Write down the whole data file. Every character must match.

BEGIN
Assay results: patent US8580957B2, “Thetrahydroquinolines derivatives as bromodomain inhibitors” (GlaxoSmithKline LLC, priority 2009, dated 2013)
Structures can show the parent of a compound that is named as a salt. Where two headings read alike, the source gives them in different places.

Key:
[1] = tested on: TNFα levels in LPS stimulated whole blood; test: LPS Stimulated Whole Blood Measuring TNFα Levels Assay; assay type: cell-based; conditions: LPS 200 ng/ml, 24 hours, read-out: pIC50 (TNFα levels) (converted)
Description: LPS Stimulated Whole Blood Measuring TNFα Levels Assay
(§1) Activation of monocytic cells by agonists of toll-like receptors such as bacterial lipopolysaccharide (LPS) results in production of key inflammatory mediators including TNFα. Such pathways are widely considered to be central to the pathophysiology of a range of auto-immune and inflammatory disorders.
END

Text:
Assay results: patent US8580957B2, “Thetrahydroquinolines derivatives as bromodomain inhibitors” (GlaxoSmithKline LLC, priority 2009, dated 2013)
Structures can show the parent of a compound that is named as a salt. Where two headings read alike, the source gives them in different places.

Key:
[1] = tested on: TNFα levels in LPS stimulated whole blood; test: LPS Stimulated Whole Blood Measuring TNFα Levels Assay; assay type: cell-based; conditions: LPS 200 ng/ml, 24 hours, read-out: pIC50 (TNFα levels) (converted)
Description: LPS Stimulated Whole Blood Measuring TNFα Levels Assay
(§1) Activation of monocytic cells by agonists of toll-like receptors such as bacterial lipopolysaccharide (LPS) results in production of key inflammatory mediators including TNFα. Such pathways are widely considered to be central to the pathophysiology of a range of auto-immune and inflammatory disorders.